‘We’re Here to Help’

Public Safety Head Calls for Trust with Students

%27We%27re+Here+to+Help%27

TORCH PHOTO/NICK BELLO

Ariana Ortiz, Co-News Editor

Denise Vencak became the second woman to run Public Safety here at St. John’s in the school’s nearly 150-year history — and the first to do so on a permanent basis — when she was named executive director this past June.

Vencak, who started as a sergeant for Public Safety 25 years ago, said in a recent wide-ranging interview with the Torch that she has a “vested interest” in the University.

“I hope and I think the students feel safe when they’re here,” Vencak said. “We try to make sure that they feel that way, and we do our best to make sure that that happens. We have a lot of security in place here, and sometimes the students don’t like the security that’s in place, like how you have to use your ID card to go in and out of certain buildings, but that’s there to protect students.”

Vencak, who replaced longtime Public Safety director Tom Lawrence who retired, is a retiree of the NYPD like many Public Safety officers. She said about 60 percent of Public Safety staff come from “some prior law enforcement.”

But she stressed that just like in any other job change, those who make the transition from law enforcement to Public Safety here need to adjust their approach.

“We’re not police officers; police officers have a different power,” she said. “We don’t have the powers of arrest, so we’re not here to arrest a student or to take any action on the student unless the student’s doing something to another student, someone in the community, or the student’s going to hurt themselves.

“Public Safety is part of the University community, we’re not part of the NYPD, we’re not part of any outside agency. We’re here to help our community.”

According to Vencak, Public Safety officers undergo between 35 and 40 hours a year for training, as well as mandatory diversity training.

“I know what it is to be in direct contact everyday with students, so I enforce that and I stay positive to let students know that we’re there for them,” she said. “I want the students to be able to trust the Public Safety officers, I want them to be able to come to the Public Safety officers, I want them to consider them as friends.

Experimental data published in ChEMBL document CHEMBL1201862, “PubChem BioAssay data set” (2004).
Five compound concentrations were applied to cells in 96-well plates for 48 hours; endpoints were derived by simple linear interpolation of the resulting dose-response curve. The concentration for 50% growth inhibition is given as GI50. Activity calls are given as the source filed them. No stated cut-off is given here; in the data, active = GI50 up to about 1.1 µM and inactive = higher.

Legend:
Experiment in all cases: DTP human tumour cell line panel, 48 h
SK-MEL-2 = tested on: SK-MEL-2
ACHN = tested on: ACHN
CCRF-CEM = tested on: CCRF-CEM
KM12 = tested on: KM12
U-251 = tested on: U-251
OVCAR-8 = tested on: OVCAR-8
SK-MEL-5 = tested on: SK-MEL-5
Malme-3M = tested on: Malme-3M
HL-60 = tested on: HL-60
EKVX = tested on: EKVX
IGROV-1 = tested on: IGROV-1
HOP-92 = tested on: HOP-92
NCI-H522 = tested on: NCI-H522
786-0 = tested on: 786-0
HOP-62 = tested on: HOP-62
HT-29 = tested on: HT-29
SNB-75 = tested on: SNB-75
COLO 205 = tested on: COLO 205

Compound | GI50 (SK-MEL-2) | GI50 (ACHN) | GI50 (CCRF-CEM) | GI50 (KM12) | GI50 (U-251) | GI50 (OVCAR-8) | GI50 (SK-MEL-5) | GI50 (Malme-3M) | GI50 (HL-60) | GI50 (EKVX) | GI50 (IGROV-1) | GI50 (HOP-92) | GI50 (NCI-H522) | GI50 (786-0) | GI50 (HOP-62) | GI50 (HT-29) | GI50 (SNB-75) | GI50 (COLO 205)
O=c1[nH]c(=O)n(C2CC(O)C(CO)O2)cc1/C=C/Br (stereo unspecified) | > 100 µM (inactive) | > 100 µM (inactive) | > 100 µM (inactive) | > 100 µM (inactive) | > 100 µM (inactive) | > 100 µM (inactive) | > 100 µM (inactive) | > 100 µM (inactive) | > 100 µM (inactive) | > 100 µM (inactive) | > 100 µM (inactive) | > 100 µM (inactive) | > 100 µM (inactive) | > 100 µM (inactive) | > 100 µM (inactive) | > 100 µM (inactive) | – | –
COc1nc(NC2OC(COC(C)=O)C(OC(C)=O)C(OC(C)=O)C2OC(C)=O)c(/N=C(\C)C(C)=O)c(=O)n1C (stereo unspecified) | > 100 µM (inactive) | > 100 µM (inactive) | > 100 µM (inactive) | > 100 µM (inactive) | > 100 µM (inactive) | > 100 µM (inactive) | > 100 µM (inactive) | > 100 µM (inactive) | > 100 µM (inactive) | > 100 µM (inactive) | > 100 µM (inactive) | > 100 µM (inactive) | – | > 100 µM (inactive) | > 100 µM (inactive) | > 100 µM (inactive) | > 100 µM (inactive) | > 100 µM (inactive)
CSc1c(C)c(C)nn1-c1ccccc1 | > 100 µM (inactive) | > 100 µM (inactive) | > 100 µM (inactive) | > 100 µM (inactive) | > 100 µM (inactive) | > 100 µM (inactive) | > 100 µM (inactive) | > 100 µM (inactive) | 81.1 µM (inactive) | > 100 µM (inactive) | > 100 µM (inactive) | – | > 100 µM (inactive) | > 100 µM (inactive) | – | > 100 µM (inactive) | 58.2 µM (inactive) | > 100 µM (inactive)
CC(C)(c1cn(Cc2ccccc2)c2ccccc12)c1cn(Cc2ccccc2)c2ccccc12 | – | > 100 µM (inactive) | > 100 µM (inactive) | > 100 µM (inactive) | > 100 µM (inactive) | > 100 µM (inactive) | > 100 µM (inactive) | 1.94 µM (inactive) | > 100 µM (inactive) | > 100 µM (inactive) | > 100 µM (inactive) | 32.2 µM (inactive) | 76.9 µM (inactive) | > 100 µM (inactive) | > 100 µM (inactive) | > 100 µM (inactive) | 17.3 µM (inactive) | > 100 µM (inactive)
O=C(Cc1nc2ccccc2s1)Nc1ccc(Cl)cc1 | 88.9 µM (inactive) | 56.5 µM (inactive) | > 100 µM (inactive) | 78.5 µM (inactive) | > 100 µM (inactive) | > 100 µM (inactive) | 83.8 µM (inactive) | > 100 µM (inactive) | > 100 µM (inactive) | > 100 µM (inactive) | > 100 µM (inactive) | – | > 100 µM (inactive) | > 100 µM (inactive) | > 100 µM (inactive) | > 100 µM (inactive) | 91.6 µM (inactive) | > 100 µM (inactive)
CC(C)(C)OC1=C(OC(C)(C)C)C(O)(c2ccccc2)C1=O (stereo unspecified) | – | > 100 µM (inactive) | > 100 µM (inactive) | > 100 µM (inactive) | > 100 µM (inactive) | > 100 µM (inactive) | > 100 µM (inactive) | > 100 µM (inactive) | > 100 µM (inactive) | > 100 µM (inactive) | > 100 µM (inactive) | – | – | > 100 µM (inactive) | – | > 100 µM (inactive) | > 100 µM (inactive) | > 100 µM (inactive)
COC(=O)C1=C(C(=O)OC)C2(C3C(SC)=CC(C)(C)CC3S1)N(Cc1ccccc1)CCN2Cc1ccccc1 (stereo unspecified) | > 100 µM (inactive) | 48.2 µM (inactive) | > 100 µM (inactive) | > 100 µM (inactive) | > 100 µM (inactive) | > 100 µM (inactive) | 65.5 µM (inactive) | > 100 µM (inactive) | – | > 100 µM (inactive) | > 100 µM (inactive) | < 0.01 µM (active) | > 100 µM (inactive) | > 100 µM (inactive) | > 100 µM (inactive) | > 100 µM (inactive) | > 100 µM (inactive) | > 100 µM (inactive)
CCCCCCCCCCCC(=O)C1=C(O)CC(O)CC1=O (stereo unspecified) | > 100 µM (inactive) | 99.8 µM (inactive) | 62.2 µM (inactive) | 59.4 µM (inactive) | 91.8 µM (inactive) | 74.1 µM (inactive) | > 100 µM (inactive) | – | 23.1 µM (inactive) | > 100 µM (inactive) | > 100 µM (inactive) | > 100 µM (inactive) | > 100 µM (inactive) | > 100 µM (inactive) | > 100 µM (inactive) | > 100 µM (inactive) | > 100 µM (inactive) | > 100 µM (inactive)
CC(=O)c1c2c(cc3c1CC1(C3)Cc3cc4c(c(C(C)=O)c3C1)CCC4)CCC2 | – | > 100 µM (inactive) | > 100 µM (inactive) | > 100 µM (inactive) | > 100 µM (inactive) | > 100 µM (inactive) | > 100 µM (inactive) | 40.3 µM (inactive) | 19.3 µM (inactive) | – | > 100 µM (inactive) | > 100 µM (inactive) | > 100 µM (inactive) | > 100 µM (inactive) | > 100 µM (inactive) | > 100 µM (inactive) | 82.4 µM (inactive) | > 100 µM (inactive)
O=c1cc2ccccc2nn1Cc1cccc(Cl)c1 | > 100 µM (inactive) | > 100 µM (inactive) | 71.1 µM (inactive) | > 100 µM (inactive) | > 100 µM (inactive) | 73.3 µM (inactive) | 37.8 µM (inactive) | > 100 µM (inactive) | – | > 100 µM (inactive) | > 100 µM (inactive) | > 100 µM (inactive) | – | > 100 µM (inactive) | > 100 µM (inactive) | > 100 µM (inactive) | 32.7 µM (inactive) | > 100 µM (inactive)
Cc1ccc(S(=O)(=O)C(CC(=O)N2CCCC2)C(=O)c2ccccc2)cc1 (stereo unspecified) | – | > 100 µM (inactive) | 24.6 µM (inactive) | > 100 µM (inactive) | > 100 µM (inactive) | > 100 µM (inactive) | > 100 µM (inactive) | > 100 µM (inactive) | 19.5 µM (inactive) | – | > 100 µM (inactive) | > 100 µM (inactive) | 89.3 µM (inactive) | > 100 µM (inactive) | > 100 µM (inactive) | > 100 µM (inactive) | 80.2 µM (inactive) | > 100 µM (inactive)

“And I think that across the board we have that already, but we always look to enhance that, that the students feel comfortable with us and they’re willing to come to us for anything.”

TORCH PHOTO/NICK BELLO
Denise Vencak hopes to make friendships with students.

Vencak says she is confident that current campus security policies are keeping students safe, but added that new precautions continue to be implemented both stateside and abroad.

“We continuously monitor the conditions on campus,” Vencak said. “We check lighting on a weekly basis, we have emergency phones — we call them the blue light phones — we check them to make sure they’re all working, we’ll add cameras depending on what’s going on. We’re continuously evolving and adding security.”

Vencak added that the University is conducting a security assessment of the Queens campus in tandem with organizations such as the New York Police Department’s Counterterrorism Bureau and New York City’s Emergency Management team.

“We have a great relationship with the NYPD, with the emergency service unit,” Vencak said. “They’re here for most of our games, and they’re here strictly in case something does happen, not here as police officers to take in [students].”

Public Safety is also looking to strengthen security around Carnesecca Arena, which draws especially large crowds throughout basketball season; Vencak said the University will be installing new equipment within the next month to establish just that, and added that the adjustments will be so subtle that students will likely not even notice them.

“We just continually enhance and adjust [safety procedures] based on what’s going on in the world.” Vencak said.

Vencak is not only responsible for heading campus security in Queens; she says that she and her stateside team collaborate with what she refers to as the University’s global Public Safety team abroad. She says that while “the approach is the same” in terms of keeping our campuses abroad secure, there are added tools and techniques Public Safety uses to do so.

“We do have cameras [over there] and monitor the global campuses from here,” Vencak said.

On the University’s Rome and Paris campuses, the watchmen who occupy each lobby desk continuously keep in contact with Vencak and her team, calling in at least three times a day to keep them updated. Other policies include Vencak and her team checking in with the Overseas Security Advisory Council (OSAC) daily, and monitoring social media for real-time updates.

Under Vencak’s leadership, Public Safety has implemented briefing students who are abroad on safety measures at the end of every week to prepare them for going off-campus for the weekend; this measure includes a form that students are encouraged to fill out when leaving for their long weekends.

“It used to just be a suggestion, now it’s a little bit more of a push.” Vencak said, adding that it is still voluntary.

Vencak says her main focuses in her new role not only include making students feel safe on campus, but also ensuring that the relationship between the student body and Public Safety is one of trust.

“I’ve been meeting with a lot of the student groups, I’ve had a one-on-one with Haraya and SGI, and I have planned meetings with a couple of the other groups here on campus,” she said. “I’m willing to meet with any of the groups.”